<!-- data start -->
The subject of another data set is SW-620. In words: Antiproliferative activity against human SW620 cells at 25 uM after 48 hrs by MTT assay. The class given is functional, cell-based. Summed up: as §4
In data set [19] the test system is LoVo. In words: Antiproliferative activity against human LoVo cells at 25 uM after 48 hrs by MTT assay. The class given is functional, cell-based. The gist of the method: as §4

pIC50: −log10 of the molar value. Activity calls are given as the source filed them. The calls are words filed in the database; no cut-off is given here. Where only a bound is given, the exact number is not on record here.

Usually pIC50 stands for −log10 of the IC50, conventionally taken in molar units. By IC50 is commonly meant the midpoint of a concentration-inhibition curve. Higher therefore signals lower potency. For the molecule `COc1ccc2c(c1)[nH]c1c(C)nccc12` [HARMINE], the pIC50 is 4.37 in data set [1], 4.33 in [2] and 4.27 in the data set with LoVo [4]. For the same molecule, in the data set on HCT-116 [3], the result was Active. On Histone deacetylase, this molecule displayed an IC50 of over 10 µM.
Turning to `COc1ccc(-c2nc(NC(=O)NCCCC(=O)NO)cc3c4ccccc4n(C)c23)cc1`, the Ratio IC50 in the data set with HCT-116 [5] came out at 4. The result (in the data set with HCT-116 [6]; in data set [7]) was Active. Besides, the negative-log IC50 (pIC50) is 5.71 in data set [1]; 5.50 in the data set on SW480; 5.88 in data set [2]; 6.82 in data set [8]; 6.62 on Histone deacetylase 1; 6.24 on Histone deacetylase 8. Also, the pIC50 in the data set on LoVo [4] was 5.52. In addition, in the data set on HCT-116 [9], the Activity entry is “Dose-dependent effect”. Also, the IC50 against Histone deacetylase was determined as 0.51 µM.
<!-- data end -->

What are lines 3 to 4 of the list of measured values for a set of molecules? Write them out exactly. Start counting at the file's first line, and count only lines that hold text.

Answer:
pIC50: −log10 of the molar value. Activity calls are given as the source filed them. The calls are words filed in the database; no cut-off is given here. Where only a bound is given, the exact number is not on record here.

Usually pIC50 stands for −log10 of the IC50, conventionally taken in molar units. By IC50 is commonly meant the midpoint of a concentration-inhibition curve. Higher therefore signals lower potency. For the molecule `COc1ccc2c(c1)[nH]c1c(C)nccc12` [HARMINE], the pIC50 is 4.37 in data set [1], 4.33 in [2] and 4.27 in the data set with LoVo [4]. For the same molecule, in the data set on HCT-116 [3], the result was Active. On Histone deacetylase, this molecule displayed an IC50 of over 10 µM.